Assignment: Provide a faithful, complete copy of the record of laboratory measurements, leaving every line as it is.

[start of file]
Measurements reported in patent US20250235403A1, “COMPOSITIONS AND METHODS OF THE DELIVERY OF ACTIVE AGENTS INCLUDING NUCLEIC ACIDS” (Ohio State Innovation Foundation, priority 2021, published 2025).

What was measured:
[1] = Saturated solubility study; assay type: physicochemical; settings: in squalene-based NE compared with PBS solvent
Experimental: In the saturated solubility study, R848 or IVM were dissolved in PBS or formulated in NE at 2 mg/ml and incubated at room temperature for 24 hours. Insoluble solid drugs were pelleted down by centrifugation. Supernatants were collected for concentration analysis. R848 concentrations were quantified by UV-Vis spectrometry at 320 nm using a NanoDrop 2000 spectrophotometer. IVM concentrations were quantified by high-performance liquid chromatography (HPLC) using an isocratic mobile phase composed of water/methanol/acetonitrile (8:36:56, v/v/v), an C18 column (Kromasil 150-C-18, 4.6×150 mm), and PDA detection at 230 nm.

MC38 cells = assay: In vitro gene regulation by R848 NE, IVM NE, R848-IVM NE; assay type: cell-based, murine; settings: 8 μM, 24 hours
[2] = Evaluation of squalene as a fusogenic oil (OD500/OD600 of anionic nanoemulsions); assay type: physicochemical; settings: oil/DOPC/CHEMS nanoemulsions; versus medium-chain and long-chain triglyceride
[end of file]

Measurements reported in patent US20250235403A1, “COMPOSITIONS AND METHODS OF THE DELIVERY OF ACTIVE AGENTS INCLUDING NUCLEIC ACIDS” (Ohio State Innovation Foundation, priority 2021, published 2025).

What was measured:
[1] = Saturated solubility study; assay type: physicochemical; settings: in squalene-based NE compared with PBS solvent
Experimental: In the saturated solubility study, R848 or IVM were dissolved in PBS or formulated in NE at 2 mg/ml and incubated at room temperature for 24 hours. Insoluble solid drugs were pelleted down by centrifugation. Supernatants were collected for concentration analysis. R848 concentrations were quantified by UV-Vis spectrometry at 320 nm using a NanoDrop 2000 spectrophotometer. IVM concentrations were quantified by high-performance liquid chromatography (HPLC) using an isocratic mobile phase composed of water/methanol/acetonitrile (8:36:56, v/v/v), an C18 column (Kromasil 150-C-18, 4.6×150 mm), and PDA detection at 230 nm.

MC38 cells = assay: In vitro gene regulation by R848 NE, IVM NE, R848-IVM NE; assay type: cell-based, murine; settings: 8 μM, 24 hours
[2] = Evaluation of squalene as a fusogenic oil (OD500/OD600 of anionic nanoemulsions); assay type: physicochemical; settings: oil/DOPC/CHEMS nanoemulsions; versus medium-chain and long-chain triglyceride